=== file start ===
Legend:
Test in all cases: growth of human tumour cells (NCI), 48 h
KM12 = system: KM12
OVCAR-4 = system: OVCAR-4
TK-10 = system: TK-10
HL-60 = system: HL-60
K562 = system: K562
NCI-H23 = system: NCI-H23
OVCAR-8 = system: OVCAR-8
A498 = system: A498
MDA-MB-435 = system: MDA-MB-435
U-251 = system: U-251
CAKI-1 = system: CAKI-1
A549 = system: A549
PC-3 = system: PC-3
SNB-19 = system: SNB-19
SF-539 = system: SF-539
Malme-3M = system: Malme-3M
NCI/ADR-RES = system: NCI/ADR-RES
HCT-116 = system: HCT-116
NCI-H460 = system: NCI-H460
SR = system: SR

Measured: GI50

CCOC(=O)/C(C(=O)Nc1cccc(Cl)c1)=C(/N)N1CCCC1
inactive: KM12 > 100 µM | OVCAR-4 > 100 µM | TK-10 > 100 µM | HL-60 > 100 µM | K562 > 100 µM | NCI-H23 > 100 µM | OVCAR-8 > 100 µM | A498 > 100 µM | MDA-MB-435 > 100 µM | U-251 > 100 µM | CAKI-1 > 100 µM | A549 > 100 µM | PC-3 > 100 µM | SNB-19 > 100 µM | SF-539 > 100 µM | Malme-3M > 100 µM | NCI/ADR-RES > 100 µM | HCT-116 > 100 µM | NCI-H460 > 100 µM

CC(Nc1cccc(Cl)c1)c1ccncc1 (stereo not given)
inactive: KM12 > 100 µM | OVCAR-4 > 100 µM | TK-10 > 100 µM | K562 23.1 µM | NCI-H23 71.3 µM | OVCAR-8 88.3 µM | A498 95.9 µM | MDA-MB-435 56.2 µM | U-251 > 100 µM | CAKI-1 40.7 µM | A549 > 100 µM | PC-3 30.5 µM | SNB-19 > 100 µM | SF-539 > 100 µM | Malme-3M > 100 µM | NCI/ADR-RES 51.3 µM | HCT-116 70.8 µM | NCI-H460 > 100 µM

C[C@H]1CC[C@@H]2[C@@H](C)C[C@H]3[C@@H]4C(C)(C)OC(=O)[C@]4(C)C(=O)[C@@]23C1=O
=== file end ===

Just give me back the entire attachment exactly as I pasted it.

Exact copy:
Legend:
Test in all cases: growth of human tumour cells (NCI), 48 h
KM12 = system: KM12
OVCAR-4 = system: OVCAR-4
TK-10 = system: TK-10
HL-60 = system: HL-60
K562 = system: K562
NCI-H23 = system: NCI-H23
OVCAR-8 = system: OVCAR-8
A498 = system: A498
MDA-MB-435 = system: MDA-MB-435
U-251 = system: U-251
CAKI-1 = system: CAKI-1
A549 = system: A549
PC-3 = system: PC-3
SNB-19 = system: SNB-19
SF-539 = system: SF-539
Malme-3M = system: Malme-3M
NCI/ADR-RES = system: NCI/ADR-RES
HCT-116 = system: HCT-116
NCI-H460 = system: NCI-H460
SR = system: SR

Measured: GI50

CCOC(=O)/C(C(=O)Nc1cccc(Cl)c1)=C(/N)N1CCCC1
inactive: KM12 > 100 µM | OVCAR-4 > 100 µM | TK-10 > 100 µM | HL-60 > 100 µM | K562 > 100 µM | NCI-H23 > 100 µM | OVCAR-8 > 100 µM | A498 > 100 µM | MDA-MB-435 > 100 µM | U-251 > 100 µM | CAKI-1 > 100 µM | A549 > 100 µM | PC-3 > 100 µM | SNB-19 > 100 µM | SF-539 > 100 µM | Malme-3M > 100 µM | NCI/ADR-RES > 100 µM | HCT-116 > 100 µM | NCI-H460 > 100 µM

CC(Nc1cccc(Cl)c1)c1ccncc1 (stereo not given)
inactive: KM12 > 100 µM | OVCAR-4 > 100 µM | TK-10 > 100 µM | K562 23.1 µM | NCI-H23 71.3 µM | OVCAR-8 88.3 µM | A498 95.9 µM | MDA-MB-435 56.2 µM | U-251 > 100 µM | CAKI-1 40.7 µM | A549 > 100 µM | PC-3 30.5 µM | SNB-19 > 100 µM | SF-539 > 100 µM | Malme-3M > 100 µM | NCI/ADR-RES 51.3 µM | HCT-116 70.8 µM | NCI-H460 > 100 µM

C[C@H]1CC[C@@H]2[C@@H](C)C[C@H]3[C@@H]4C(C)(C)OC(=O)[C@]4(C)C(=O)[C@@]23C1=O